Q: Did you know who you wanted to play those roles?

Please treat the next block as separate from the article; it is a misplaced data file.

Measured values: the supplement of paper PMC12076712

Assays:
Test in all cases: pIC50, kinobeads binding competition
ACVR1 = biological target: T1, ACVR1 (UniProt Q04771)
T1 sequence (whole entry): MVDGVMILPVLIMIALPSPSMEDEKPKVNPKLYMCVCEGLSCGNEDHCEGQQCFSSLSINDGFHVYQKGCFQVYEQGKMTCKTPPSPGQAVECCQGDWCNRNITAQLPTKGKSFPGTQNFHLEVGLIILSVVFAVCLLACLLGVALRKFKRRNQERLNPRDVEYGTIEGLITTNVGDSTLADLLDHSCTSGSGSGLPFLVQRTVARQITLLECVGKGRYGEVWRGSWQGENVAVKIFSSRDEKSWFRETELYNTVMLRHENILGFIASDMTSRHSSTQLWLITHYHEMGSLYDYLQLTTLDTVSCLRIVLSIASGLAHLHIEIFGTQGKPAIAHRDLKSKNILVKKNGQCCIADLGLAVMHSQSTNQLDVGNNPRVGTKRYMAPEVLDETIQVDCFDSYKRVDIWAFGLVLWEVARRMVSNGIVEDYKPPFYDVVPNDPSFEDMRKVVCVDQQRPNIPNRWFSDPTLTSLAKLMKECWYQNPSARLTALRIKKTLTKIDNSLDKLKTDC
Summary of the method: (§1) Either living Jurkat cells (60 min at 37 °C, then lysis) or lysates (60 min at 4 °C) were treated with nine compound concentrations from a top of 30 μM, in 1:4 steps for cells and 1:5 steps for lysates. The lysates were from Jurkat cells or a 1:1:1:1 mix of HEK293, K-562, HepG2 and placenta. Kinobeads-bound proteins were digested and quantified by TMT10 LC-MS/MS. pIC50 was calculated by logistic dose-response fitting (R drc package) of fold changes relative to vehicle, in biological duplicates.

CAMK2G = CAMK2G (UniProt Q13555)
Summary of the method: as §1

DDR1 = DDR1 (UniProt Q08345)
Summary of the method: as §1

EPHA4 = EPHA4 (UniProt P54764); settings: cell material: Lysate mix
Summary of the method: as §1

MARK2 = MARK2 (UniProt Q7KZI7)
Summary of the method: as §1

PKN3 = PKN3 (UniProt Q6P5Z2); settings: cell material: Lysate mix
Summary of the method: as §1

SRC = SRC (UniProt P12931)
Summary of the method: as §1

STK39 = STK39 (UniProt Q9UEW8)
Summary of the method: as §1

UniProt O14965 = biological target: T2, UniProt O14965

AK: No, not really, because it took eight years to write the script, a lot of actors go through, you know, your life in eight years. And the person who’s right at the beginning isn’t necessarily right at the end. And, you know, there was also a question to me about how old I wanted Sam to be at certain points. And, you know, because (how) he behaves — he makes choices that are so incorrect. There’s a part of me that felt like maybe he should be younger, and then there was a part of me that thought, “No, really, it’s about a guy who is sort of in a real delayed state of adolescence.” And he’s actually 30 and she hasn’t quite grown to that place yet, you know. Chris (Pine) was the first person that I asked, having worked with him on “Trek” and having seen him in theater. I just felt like the thing about Chris for me is that he’s first of all he’s a guy. And I really needed Sam to be a guy. And he’s a man. But when you look at him in here he’s ten years old. And every time I saw him on the monitors I saw this boy. And what I thought was so beautiful about that is that the only way to forgive this character is to understand that he’s really still a child in a lot of ways. That he’s trying so hard to be a good person. He just doesn’t really know what that means at the beginning of the movie. And, um, you know, I loved the idea that, you know, the movie starts and he’s this guy who’s literally selling air. And the movie ends and he’s the guy who’s just utterly, you know, vulnerable standing there on his sister’s doorstep saying like this is who I am, you know. I don’t know how to be better, but I wanna try. That required a lot of range.